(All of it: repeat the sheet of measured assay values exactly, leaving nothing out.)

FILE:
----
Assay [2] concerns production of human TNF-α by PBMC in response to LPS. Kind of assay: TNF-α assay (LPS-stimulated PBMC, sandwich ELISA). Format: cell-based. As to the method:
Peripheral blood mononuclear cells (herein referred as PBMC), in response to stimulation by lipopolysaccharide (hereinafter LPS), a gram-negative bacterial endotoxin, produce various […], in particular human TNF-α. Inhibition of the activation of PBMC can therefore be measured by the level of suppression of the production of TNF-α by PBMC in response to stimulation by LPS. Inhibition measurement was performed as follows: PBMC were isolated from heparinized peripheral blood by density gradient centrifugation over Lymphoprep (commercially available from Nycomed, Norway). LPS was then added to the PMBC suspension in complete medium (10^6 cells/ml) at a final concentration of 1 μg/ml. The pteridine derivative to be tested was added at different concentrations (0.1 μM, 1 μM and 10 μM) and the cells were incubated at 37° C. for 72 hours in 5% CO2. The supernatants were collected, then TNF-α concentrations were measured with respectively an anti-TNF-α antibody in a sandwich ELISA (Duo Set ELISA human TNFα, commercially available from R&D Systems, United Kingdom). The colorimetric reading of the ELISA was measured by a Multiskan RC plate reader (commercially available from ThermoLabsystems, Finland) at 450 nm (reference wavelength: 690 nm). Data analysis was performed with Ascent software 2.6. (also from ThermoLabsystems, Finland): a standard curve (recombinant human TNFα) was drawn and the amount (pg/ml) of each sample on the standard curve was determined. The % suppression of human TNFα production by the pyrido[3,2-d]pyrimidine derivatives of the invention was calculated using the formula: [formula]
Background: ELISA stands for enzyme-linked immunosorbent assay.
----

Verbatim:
Assay [2] concerns production of human TNF-α by PBMC in response to LPS. Kind of assay: TNF-α assay (LPS-stimulated PBMC, sandwich ELISA). Format: cell-based. As to the method:
Peripheral blood mononuclear cells (herein referred as PBMC), in response to stimulation by lipopolysaccharide (hereinafter LPS), a gram-negative bacterial endotoxin, produce various […], in particular human TNF-α. Inhibition of the activation of PBMC can therefore be measured by the level of suppression of the production of TNF-α by PBMC in response to stimulation by LPS. Inhibition measurement was performed as follows: PBMC were isolated from heparinized peripheral blood by density gradient centrifugation over Lymphoprep (commercially available from Nycomed, Norway). LPS was then added to the PMBC suspension in complete medium (10^6 cells/ml) at a final concentration of 1 μg/ml. The pteridine derivative to be tested was added at different concentrations (0.1 μM, 1 μM and 10 μM) and the cells were incubated at 37° C. for 72 hours in 5% CO2. The supernatants were collected, then TNF-α concentrations were measured with respectively an anti-TNF-α antibody in a sandwich ELISA (Duo Set ELISA human TNFα, commercially available from R&D Systems, United Kingdom). The colorimetric reading of the ELISA was measured by a Multiskan RC plate reader (commercially available from ThermoLabsystems, Finland) at 450 nm (reference wavelength: 690 nm). Data analysis was performed with Ascent software 2.6. (also from ThermoLabsystems, Finland): a standard curve (recombinant human TNFα) was drawn and the amount (pg/ml) of each sample on the standard curve was determined. The % suppression of human TNFα production by the pyrido[3,2-d]pyrimidine derivatives of the invention was calculated using the formula: [formula]
Background: ELISA stands for enzyme-linked immunosorbent assay.